Second, many of the detection methods are too laborious at the moment. This means that the machine required for detection of the molecule are too expensive, require specialized personal, have considerable down-time and results take too long for an intensive care setting. Special attention should be given towards the development of an on-site analytical device. Ideally, the machine could be operated by a nurse and provide rapid results—very similar to the decentralized blood gas analyzers that are commonly used nowadays. A second possibility is the integration of the breath analyzer into the ventilator, providing continuous results. Continuous exhaled breath monitoring in mechanically ventilated patients has been tried with an eNose, but gave very difficult to interpret results (65,66). Also, the technological challenges are more profound when the breath analyzer has to integrated into the ventilator circuit and the costs will increase due to the necessity of one breath analyzed per patient. It would also require the ventilator company to acquire the technology for continuous breath analysis and the technology would only be available for those patients who are ventilated with the machine from that particular company. It seems that a decentralized lab option is more feasible in the near future than the integration of a breath analyzer into the ventilator circuit, although this might be possible on the longer term.
The currently available evidence suggests that exhaled breath contains several molecules that may serve as diagnostic or predictive biomarkers for ARDS. Most of the candidate markers can be linked to lipid peroxidation. Only octane has been validated in a temporal external validation cohort and is, at this moment, the top-ranking breath biomarker for ARDS. Thorough independent validation has to be performed for all identified potential biomarkers and the breath tests have to evolve to qualify for clinical use. A decentralized breath analyzer that can be operated by nurses is probably the most feasible scenario in the near future.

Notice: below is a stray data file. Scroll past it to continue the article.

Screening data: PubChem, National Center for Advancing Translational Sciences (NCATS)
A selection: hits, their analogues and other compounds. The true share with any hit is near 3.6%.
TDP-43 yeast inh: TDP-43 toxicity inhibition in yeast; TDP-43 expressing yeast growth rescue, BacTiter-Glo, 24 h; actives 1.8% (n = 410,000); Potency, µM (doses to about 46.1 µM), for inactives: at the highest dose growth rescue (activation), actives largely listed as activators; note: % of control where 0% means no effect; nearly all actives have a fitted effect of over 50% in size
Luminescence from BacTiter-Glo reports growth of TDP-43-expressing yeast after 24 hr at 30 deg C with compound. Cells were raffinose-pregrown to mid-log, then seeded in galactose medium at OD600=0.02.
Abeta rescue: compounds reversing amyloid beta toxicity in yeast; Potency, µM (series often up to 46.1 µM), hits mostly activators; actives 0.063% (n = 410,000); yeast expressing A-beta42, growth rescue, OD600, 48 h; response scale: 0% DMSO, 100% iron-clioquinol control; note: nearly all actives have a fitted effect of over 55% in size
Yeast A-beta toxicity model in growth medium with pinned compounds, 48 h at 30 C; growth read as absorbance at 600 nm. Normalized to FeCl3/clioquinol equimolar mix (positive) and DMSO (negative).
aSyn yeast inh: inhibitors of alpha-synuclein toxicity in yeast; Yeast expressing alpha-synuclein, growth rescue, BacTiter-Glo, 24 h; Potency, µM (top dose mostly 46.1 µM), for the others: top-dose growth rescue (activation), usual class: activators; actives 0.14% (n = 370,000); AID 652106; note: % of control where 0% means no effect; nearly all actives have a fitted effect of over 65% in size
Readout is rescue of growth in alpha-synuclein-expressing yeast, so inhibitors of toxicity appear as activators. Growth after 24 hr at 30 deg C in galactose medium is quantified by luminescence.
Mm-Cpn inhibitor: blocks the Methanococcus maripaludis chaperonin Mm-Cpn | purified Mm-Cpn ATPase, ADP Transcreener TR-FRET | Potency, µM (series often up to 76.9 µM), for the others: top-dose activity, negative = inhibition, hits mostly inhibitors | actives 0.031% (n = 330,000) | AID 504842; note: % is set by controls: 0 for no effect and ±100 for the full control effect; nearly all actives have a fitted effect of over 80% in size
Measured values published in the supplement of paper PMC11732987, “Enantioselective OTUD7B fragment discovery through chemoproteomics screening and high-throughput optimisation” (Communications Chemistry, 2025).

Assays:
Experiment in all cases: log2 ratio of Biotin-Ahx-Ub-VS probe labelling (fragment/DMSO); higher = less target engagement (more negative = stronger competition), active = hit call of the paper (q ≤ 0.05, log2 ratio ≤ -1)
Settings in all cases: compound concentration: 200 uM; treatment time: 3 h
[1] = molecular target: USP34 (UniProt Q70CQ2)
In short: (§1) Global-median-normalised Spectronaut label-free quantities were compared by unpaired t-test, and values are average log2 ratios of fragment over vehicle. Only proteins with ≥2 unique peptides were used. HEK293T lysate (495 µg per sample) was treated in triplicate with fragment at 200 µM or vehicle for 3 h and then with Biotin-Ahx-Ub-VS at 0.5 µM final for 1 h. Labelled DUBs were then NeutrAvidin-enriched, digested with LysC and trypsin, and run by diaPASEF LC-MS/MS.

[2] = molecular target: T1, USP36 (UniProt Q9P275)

LD Bos is supported by a personal research grant from the Dutch lung foundation (longfonds), he is supported through the FP-7 IAPP grant supporting the breathed consortium and he is supported through Health Holland and the Dutch lung foundation (longfonds) through the private-public partnership (PPP) grant for the DARTS consortium.
Conflicts of Interest: The author has no conflicts of interest to declare.